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Herbs overwinter

Wintering tips for herbs: wintering

The annual Genoveser basil dies in winter. New sowings are possible in the pot on a sunny windowsill even in winter. You should make sure that you use the leaves young

Wintering tips for herbs: wintering

Shrub basil is not winter proof. However, it remains green and a winter harvest is possible. It prefers bright at 15-18 degrees. Young plants get through winter better than older ones

Wintering tips for herbs: wintering

The savory dies in winter. If the dead herb is still there, it should be left standing. The plant is often made by itself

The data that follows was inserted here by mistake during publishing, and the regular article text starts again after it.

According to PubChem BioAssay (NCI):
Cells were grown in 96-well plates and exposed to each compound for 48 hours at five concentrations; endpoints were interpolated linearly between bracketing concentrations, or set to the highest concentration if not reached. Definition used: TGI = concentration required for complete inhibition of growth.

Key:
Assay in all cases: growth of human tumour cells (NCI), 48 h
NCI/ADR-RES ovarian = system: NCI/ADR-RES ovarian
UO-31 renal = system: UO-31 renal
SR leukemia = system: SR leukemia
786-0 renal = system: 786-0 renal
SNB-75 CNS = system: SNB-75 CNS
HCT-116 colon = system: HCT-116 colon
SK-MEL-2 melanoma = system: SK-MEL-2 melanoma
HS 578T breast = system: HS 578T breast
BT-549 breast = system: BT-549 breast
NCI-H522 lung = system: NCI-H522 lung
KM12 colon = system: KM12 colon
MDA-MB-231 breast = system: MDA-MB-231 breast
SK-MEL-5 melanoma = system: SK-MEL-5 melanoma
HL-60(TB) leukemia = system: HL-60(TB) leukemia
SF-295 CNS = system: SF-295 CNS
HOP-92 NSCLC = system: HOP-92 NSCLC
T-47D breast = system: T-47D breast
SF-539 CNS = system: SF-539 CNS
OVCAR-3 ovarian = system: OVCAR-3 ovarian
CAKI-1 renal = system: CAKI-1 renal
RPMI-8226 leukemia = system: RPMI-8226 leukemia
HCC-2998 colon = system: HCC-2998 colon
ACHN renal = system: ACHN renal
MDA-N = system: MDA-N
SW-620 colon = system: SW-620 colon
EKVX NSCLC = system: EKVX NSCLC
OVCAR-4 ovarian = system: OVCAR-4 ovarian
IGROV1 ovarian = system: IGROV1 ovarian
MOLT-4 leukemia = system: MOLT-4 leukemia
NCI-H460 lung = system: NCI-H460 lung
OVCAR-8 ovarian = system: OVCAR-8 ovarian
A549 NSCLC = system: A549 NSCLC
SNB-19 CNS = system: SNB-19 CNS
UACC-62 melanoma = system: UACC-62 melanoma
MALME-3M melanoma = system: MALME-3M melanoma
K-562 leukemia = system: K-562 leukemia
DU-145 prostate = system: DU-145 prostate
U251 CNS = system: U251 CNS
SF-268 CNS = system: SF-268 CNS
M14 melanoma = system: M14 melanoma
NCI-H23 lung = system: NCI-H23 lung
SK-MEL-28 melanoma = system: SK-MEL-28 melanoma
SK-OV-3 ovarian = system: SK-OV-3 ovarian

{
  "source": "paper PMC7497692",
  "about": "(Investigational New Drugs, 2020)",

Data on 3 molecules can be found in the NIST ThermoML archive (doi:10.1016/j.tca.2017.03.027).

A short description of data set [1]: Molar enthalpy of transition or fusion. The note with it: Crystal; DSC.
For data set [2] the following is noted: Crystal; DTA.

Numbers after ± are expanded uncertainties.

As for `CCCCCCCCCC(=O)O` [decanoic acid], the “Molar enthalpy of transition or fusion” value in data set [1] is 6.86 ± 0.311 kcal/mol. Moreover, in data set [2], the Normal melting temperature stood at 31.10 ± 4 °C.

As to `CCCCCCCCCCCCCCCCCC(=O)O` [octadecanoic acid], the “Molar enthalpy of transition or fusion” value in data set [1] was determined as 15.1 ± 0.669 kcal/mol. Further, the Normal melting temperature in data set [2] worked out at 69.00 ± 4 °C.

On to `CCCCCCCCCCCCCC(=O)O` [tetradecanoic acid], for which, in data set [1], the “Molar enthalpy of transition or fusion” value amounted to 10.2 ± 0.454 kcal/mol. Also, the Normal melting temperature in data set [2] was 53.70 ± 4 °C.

Wintering tips for herbs: wintering

The mountain savory is winter hardy and tolerates frost to -20 degrees. It stays green and can also be harvested in winter. In March, it should be cut back by two-thirds

Wintering tips for herbs: herbs

Dill is one year old and dies in the winter. If you simply leave the seed stalls, the plant usually hisses by itself

Wintering tips for herbs: winter

Tarragon is a very hardy herb. It tolerates frosts to -20 degrees and absorbs in winter. Only with very strong Kahlfrost one should cover the soil with airy brushwood

Wintering tips for herbs: winter

The chervil is very winter hardy. It tolerates frost to -25 degrees, stays green and is suitable for a winter harvest. You should let the plant grow. To keep the plant bushy, it is best to harvest on frost-free days

Wintering tips for herbs: tips